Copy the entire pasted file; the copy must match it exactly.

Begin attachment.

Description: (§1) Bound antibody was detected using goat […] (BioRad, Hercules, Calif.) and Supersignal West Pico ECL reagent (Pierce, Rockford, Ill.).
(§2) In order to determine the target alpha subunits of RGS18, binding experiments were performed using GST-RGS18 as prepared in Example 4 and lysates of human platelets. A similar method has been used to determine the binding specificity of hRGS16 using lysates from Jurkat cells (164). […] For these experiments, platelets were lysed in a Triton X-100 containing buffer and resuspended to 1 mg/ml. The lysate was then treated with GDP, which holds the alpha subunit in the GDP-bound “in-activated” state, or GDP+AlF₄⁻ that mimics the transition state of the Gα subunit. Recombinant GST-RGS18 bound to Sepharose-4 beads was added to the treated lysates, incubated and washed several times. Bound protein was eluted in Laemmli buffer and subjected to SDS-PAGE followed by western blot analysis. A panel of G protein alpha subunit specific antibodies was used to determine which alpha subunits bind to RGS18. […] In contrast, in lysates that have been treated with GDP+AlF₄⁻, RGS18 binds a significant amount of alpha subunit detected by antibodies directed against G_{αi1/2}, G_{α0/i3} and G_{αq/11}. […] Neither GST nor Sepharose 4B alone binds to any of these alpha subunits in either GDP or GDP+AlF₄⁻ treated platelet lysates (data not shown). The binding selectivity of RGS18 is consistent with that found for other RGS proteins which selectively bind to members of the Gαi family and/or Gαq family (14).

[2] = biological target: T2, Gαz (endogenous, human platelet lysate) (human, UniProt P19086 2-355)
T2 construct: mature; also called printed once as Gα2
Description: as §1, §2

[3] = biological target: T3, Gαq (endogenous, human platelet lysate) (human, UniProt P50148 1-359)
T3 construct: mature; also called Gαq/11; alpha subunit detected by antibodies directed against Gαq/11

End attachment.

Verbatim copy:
Description: (§1) Bound antibody was detected using goat […] (BioRad, Hercules, Calif.) and Supersignal West Pico ECL reagent (Pierce, Rockford, Ill.).
(§2) In order to determine the target alpha subunits of RGS18, binding experiments were performed using GST-RGS18 as prepared in Example 4 and lysates of human platelets. A similar method has been used to determine the binding specificity of hRGS16 using lysates from Jurkat cells (164). […] For these experiments, platelets were lysed in a Triton X-100 containing buffer and resuspended to 1 mg/ml. The lysate was then treated with GDP, which holds the alpha subunit in the GDP-bound “in-activated” state, or GDP+AlF₄⁻ that mimics the transition state of the Gα subunit. Recombinant GST-RGS18 bound to Sepharose-4 beads was added to the treated lysates, incubated and washed several times. Bound protein was eluted in Laemmli buffer and subjected to SDS-PAGE followed by western blot analysis. A panel of G protein alpha subunit specific antibodies was used to determine which alpha subunits bind to RGS18. […] In contrast, in lysates that have been treated with GDP+AlF₄⁻, RGS18 binds a significant amount of alpha subunit detected by antibodies directed against G_{αi1/2}, G_{α0/i3} and G_{αq/11}. […] Neither GST nor Sepharose 4B alone binds to any of these alpha subunits in either GDP or GDP+AlF₄⁻ treated platelet lysates (data not shown). The binding selectivity of RGS18 is consistent with that found for other RGS proteins which selectively bind to members of the Gαi family and/or Gαq family (14).

[2] = biological target: T2, Gαz (endogenous, human platelet lysate) (human, UniProt P19086 2-355)
T2 construct: mature; also called printed once as Gα2
Description: as §1, §2

[3] = biological target: T3, Gαq (endogenous, human platelet lysate) (human, UniProt P50148 1-359)
T3 construct: mature; also called Gαq/11; alpha subunit detected by antibodies directed against Gαq/11